January 12, 2021
Can sodium-ion batteries replace trusty lithium-ion ones?
Sodium-ion batteries are a potential replacement for lithium batteries, but the anodes—positively charged electrodes—that work well for lithium-ion batteries don't provide the same level of performance for sodium-ion batteries.
Amorphous carbon, which lacks a crystalline structure, is known to be a useful anode, because it has defects and voids that can be used to store sodium ions. Nitrogen/phosphorus-doped carbon also offers appealing electrical properties.
In Applied Physics Reviews, researchers in China from Zhejiang University, Ningbo University, and Dongguan University of Technology describe how they applied basic physical concepts of atomic scale to build high-performance anodes for sodium-ion batteries.
"Recent studies have shown that doped amorphous carbon, especially electron-rich element-doped amorphous carbon, is a good anode for sodium storage," said Tu. "But there was no common explanation for how sodium storage works or the doping effect of doped carbon."
On a quest for answers, the researchers used the concept of energy level orbitals to explain the affinity of pyrrolic nitrogen and a phosphorus-oxygen bond, their atomic interaction, electron distribution, and electron cloud configuration.
To get a closer look at distinct storage behavior, they applied first principles calculations, which is a method that uses basic physical quantities to calculate physical properties. It is based on electron density function, a concept of quantum mechanics that can reveal a crystal's molecular structure.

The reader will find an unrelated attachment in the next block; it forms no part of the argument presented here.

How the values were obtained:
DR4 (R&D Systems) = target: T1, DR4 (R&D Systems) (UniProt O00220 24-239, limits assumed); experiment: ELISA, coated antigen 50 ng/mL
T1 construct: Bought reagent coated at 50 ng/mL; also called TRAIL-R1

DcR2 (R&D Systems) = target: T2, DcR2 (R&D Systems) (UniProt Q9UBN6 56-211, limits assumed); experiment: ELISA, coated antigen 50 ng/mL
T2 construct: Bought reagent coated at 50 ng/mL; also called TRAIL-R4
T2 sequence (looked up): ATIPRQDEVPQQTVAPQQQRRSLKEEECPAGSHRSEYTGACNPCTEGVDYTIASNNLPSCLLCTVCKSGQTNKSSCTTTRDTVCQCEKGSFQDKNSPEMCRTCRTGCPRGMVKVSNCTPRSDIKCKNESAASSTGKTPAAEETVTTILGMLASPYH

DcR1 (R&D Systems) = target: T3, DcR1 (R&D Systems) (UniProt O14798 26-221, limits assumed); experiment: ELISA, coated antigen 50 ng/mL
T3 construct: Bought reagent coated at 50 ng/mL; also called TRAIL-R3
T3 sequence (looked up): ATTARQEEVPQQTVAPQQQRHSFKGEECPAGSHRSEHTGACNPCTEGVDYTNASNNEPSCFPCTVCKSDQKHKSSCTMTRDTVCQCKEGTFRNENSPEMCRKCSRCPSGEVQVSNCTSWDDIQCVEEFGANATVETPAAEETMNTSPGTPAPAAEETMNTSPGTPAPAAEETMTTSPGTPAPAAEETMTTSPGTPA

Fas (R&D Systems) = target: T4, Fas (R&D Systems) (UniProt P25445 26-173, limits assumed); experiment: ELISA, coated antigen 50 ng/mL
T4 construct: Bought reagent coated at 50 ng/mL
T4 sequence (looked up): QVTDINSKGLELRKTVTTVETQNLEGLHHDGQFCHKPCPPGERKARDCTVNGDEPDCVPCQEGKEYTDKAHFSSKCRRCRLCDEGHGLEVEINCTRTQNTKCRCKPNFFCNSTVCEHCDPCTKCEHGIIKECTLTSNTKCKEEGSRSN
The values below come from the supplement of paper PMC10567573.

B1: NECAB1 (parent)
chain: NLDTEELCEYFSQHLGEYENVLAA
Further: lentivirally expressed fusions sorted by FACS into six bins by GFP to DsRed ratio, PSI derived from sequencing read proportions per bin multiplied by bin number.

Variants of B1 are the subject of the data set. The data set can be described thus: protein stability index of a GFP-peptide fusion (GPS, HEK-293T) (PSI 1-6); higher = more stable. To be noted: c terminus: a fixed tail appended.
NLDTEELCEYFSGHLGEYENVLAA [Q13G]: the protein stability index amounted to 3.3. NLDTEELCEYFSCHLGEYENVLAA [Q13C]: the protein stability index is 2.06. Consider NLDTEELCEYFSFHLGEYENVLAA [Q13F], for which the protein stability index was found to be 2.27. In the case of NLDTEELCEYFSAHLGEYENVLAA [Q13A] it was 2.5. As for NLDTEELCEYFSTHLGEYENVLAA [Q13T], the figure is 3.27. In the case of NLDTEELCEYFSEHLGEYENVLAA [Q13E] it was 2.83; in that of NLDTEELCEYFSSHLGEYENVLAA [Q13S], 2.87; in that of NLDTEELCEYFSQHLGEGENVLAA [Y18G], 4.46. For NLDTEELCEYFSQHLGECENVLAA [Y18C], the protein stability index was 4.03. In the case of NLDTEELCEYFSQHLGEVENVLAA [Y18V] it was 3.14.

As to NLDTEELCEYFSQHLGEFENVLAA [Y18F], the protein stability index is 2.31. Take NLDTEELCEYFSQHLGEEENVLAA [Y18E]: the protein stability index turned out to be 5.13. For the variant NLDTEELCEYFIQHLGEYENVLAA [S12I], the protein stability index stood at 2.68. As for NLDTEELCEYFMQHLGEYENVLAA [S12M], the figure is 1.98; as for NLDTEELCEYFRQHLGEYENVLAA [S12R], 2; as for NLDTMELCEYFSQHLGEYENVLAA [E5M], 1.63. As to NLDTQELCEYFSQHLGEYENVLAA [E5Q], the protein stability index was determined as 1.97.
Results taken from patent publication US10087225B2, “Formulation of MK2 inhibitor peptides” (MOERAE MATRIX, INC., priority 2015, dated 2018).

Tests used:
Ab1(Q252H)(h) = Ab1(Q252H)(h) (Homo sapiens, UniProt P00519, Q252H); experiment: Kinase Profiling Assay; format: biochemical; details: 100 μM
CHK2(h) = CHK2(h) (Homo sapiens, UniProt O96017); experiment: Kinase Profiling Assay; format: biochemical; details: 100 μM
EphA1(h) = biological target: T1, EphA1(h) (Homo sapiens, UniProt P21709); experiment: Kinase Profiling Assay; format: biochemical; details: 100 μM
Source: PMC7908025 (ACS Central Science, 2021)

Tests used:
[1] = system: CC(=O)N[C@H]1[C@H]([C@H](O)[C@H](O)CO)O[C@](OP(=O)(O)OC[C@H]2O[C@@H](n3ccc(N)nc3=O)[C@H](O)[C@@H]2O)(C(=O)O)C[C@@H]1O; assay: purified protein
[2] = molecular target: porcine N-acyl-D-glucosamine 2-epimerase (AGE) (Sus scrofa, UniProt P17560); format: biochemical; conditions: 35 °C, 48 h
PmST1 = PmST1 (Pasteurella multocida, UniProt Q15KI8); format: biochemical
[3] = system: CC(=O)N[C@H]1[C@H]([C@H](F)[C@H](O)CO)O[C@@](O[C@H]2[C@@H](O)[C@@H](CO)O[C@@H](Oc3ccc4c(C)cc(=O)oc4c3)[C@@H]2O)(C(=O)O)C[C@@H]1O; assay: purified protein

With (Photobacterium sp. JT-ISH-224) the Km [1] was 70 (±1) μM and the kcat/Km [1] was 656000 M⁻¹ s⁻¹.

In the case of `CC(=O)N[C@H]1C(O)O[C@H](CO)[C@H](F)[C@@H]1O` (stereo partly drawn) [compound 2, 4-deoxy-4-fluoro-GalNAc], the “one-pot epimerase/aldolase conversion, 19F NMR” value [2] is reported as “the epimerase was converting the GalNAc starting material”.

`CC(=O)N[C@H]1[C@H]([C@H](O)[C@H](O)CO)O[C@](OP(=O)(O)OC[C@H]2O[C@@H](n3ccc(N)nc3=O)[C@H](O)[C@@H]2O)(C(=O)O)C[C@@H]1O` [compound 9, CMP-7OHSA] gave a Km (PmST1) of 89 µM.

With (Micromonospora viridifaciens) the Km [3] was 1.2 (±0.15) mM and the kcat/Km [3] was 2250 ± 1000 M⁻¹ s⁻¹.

When they analyzed the electron distribution, system chemical parameters, and adsorption energies of sodium ions embedded within modified carbon materials, they found that pyrrolic nitrogen and phosphorus-oxygen bonds show real potential for sodium storage.
"Sodium ions tend to be stored within these two structures," Tu said.
The researchers designed a hydrothermal treatment to build the precursor of a phosphorus-oxygen structure, then doped a carbon anode with the dual electron-rich elements. It shows "enhanced electrochemical performance in cycle life and capacity for batteries," said Tu.
Their anode achieved a life cycle of 5,000 cycles, with an enhanced capacity of 220 milliampere hours/gram, and reduced capacity loss (0.003%/cycle).
"Our work fills the theoretical gap about the sodium storage behavior of electron-rich element-doped amorphous carbon and provides the experimental basis for using carbon," said Tu. "We provide directions to modify carbon materials for large-scale sodium-ion batteries."